–       Emailing language

–       Telephoning language

–       Meetings language

–       Meeting people (and meeting people again) language

–       Academic language

More explanation in an article of mine on the topic:

15 variations on TEFL reversi

And here are some I made earlier:

British and American engineering vocabulary games (including miming, drawing, jigsaw, reversi, and dominoes, plus collocations practice) – NEW

Word formation reversi memory game – NEW

Gradable and extreme adjectives reversi memory game

Affixes with opposite meanings reversi

Cambridge Proficiency sentence transformations reversi game

Country and nationality words reversi

FCE key word transformations reversi

Phrasal verbs reversi game

 Classroom language reversi

Key word transformation reversi – Version from one exam, so includes more obscure points

Key word transformations for modals of speculation/ deduction (on Sandy Millin’s blog)

Reported Speech key word sentence transformations

First Certificate emailing phrases sentence transformations game

Idioms reversi game

Email and letter phrases key word sentence transformations

Meetings language reversi

Academic English synoyms reversi

More coming soonish.


Posted in TEFL games | Tagged | Leave a comment

Complete guide to telephoning in different cultures

Three new articles on the topic published this month:

British and American phone calls – NEW

50 ways to answer the phone (in English and other languages) – NEW

Cultural differences in telephoning – NEW

These links and many more on my teaching telephoning page, and also lots more cultural differences ideas and materials here.

Posted in Telephoning | Leave a comment

New Cambridge CPE games/ worksheets section

It will be years before it reaches the size of my huge FCE and IELTS worksheets sections, but have made a start on a Cambridge Proficiency in English section with 12 worksheets on the topic, many specific to Objective Proficiency but all useable with any super-Advanced class.  Many more coming soon.

Posted in Teaching English as a Foreign Language | 1 Comment

Complete guide to British body language and gestures

Updated 13 February 2017

… or at least I hope it’s a full guide, given how I’ve just finished writing about over 100 gestures etc in three articles and over 10,000 words on the topic:

80 British gestures

British body language (on topics other than gestures such as bodily contact and proximity)

Rude gestures in the UK (divided off to make the ones above family friendly U certificate articles)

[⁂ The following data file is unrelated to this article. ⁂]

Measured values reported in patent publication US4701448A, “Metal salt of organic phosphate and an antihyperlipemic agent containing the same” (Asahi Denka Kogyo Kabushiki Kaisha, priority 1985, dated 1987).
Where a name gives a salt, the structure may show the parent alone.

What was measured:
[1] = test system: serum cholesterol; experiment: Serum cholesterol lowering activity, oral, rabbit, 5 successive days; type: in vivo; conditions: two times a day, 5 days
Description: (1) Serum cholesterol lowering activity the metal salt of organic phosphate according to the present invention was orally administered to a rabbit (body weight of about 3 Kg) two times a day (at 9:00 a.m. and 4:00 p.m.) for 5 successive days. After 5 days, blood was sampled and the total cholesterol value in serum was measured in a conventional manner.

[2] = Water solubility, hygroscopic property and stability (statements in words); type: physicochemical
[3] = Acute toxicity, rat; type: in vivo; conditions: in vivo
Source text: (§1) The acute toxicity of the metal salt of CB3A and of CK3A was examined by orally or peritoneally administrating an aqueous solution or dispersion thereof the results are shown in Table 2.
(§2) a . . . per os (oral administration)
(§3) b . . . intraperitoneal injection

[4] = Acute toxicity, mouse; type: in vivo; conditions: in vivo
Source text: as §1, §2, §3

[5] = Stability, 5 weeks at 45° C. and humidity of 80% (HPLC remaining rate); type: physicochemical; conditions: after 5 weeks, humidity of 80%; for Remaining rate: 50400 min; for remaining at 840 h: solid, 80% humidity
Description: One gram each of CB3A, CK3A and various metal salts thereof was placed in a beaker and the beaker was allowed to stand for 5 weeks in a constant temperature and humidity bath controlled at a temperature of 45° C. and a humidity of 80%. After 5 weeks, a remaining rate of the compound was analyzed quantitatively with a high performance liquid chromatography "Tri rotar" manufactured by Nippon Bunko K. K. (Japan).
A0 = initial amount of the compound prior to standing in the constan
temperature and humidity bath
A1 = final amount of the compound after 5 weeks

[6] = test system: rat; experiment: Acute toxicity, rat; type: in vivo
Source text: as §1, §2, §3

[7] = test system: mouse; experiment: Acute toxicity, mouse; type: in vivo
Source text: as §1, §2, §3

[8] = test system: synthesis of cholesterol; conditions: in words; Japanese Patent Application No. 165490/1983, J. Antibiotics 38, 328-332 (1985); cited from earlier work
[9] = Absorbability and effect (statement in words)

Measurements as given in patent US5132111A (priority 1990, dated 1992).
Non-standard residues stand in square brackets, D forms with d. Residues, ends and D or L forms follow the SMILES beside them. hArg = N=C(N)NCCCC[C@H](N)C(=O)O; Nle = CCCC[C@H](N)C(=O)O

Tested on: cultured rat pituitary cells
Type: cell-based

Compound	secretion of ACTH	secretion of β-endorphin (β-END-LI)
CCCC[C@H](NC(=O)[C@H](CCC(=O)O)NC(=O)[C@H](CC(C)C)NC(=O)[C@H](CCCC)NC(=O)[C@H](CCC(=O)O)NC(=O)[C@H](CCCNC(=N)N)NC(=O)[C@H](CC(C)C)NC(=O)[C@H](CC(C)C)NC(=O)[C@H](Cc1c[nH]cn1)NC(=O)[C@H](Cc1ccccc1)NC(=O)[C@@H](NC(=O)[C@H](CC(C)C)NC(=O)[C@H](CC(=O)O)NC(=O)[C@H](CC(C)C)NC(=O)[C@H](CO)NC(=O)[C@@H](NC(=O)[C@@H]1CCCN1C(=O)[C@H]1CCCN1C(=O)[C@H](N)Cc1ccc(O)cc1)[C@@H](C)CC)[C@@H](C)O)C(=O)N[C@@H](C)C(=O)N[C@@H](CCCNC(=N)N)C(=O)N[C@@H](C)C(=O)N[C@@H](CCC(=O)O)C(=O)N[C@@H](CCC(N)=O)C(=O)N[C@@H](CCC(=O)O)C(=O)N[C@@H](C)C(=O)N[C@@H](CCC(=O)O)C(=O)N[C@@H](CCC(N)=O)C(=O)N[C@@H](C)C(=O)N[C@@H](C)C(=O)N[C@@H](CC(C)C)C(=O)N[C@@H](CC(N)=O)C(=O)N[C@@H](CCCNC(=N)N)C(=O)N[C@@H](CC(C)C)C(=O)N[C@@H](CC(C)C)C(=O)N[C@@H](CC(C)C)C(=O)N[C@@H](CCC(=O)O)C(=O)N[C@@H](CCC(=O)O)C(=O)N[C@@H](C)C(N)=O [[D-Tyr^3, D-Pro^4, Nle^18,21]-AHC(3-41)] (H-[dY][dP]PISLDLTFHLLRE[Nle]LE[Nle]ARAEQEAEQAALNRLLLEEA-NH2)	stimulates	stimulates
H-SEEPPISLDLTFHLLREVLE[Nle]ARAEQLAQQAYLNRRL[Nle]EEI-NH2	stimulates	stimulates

I also have a nice worksheet on the topic where students guess the meaning of British gestures, which is also on my body language and gestures worksheets page.

Posted in Cultural differences/ cultural training | Leave a comment

Finding a Cambridge Delta local tutor (in Tokyo and worldwide)

I’m just starting work as a local tutor for a distance Delta candidate again, trying to remember what the jargon means etc six years after the last time. Although it’s not exactly lucrative by Japanese standards, I’ve been open to doing it again all that time for the intellectual stimulation and shine it puts on my CV. The problem was a suitable candidate and me finding each other, because neither Cambridge nor the Delta course providers (International House and British Council’s Distance Delta, Bell, NILE, etc) give any help at all with this.  Eventually, someone phoned my school in a desperate random attempt to find a tutor and a teacher who was in the office at the time happened to know that I’d done it before.

To save you having to go through the same quest for the holy grail of TEFL, I hereby offer my services in three ways:

  • Being your Delta tutor if you are reasonably close to Tokyo
  • Matching up Delta tutors and candidates through the comments section of this post
  • Giving the brief guide below

Getting in contact with a local Delta tutor

If you are looking for a local Delta tutor, if you are a Delta tutor, or if you think you could become one, please leave your status, proposed dates and location as a comment below. Please don’t put your email address in the comment – I’ll match people up and email them to check that they are interested and available and then put you in touch with each other. If possible, try to make your comment something that might come up on Google if someone searches for a tutor or candidates in your area, e.g. with a headline like “Bell Regional Delta Tutor and NILE Local Tutor in Tokyo and Kanagawa, Japan”. As I am not on any social media, it’s then well worth posting a link to this on Twitter, Facebook etc so enough people see your message.

If you are in the Kanto area and would like to use my own services, please contact me in the same way through comments below.

Guide to finding a local Delta tutor

The easiest way of finding someone to observe your Delta lessons etc is to get someone suitably qualified at your workplace to volunteer. If you choose to do Module 2 through the British Council/ International House, it really will be volunteering, because they don’t pay tutors. Therefore, at most places your tutor will need to negotiate with your school about getting some overtime payment to do it and/ or a (temporary) reduction in their other duties to give them time to do it. Hopefully a decent school would want their teachers doing the Dip and would want their senior staff doing structured teacher training, so this is a possibility. However, if no one in your school meets the criteria to become a Delta tutor and/ or can’t schedule it, there is very little possibility of using an outside person this way.

Other providers such as Bell and NILE pay the tutors directly. This means the tutor can come from outside your school and they won’t need to negotiate anything with their school, but almost certainly means they’ll need to do the Delta duties on top of their usual job. It is supposed to be about 30 hours spread over between 10 weeks and eight months, but it is usually considerably more the first time you do it, especially when you take the training to become a tutor into account.